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Do I Have a Concussion?
You’ve probably had a bump on the head at some point in your life, but haven’t thought much of it. Aside from the initial sting and a lingering sore spot, it’s easy to get on with your life as you let your body take care of the healing.
On the other hand, a head injury could be much more serious than it seems at first. The damage on the inside doesn’t always show up on the outside, and in turn, many people underestimate the danger and delay treatment — which can be life-threatening.
Luckily, concussions can be treated, and most people will recover fully. The key to better healing is a swift diagnosis, close monitoring, and the right recovery plan, but everything hinges on spotting the signs and symptoms as soon as possible.
What Happens During a Concussion?
Your brain is not connected to your skull, but rather floats in cerebrospinal fluid, a tough membrane that protects the delicate tissue from any impact. When your head is struck or jerked hard enough, the brain may suddenly rotate, hit a point on the inner skull, and then bounce back to hit the opposite side of the skull. Bruises develop on the parts of the brain that bumped against the skull, and these bruises are the hallmarks of a concussion.
Although a concussion develops from a single event, there are two phases to the trauma:
The immediate impact of the brain against the skull is the primary injury; that’s what causes the bruising and initial pain. In some cases, the trauma can cause bleeding in or around your brain, which comes with a distinct set of symptoms. The primary injury is certainly uncomfortable, but it’s only part of the problem.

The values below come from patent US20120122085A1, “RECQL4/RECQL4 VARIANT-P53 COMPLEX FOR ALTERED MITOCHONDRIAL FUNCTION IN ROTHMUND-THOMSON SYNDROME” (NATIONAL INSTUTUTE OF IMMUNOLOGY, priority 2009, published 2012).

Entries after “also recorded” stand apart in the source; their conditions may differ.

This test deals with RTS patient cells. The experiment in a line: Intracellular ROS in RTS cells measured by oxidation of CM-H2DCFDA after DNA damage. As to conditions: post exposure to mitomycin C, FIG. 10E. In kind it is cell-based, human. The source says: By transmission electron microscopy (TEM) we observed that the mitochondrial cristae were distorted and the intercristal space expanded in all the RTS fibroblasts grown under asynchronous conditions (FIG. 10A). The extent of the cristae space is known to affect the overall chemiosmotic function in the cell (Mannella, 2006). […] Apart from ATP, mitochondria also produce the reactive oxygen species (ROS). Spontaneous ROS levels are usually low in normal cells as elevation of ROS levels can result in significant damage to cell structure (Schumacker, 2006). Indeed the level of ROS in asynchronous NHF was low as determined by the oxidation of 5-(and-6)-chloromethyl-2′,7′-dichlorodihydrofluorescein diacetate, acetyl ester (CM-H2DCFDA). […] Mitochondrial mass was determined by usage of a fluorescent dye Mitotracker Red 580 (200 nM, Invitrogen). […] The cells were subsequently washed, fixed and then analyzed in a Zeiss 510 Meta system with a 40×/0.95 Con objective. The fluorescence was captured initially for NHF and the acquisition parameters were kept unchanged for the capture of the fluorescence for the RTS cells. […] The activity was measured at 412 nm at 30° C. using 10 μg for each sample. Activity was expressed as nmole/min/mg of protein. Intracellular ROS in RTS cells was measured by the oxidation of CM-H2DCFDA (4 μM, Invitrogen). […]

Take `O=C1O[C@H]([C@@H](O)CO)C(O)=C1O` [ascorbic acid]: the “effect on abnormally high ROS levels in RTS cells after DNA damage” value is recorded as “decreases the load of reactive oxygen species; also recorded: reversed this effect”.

The secondary injuries are just as serious, if not more serious, than the primary injury. These happen several hours or days after the head trauma, and without close attention and careful treatment, they can develop into long-term cognitive problems, emotional disorders, tissue damage, and even spark permanent changes at the cellular level.
Common Causes of Concussions
Any sudden, extreme impact can cause the brain to shake or bump against the skull, but certain activities and events are more likely to lead to this specific type of trauma, including:
- Car crash. The sudden impact and deceleration of a car hitting another object creates the perfect conditions for a concussion. Your seatbelt may keep your body from surging forward, but your head is whipped forward and snapped back so quickly, you may not even realize it.
- Violent shaking. Shaking your head from side to side won’t cause your brain to move around much, but being shaken severely and repeatedly by someone or something could cause problems. Of course, babies and small children have more delicate skulls and brains, so intense shaking could cause serious injury or death in much less time than it would take for an adult to sustain injury.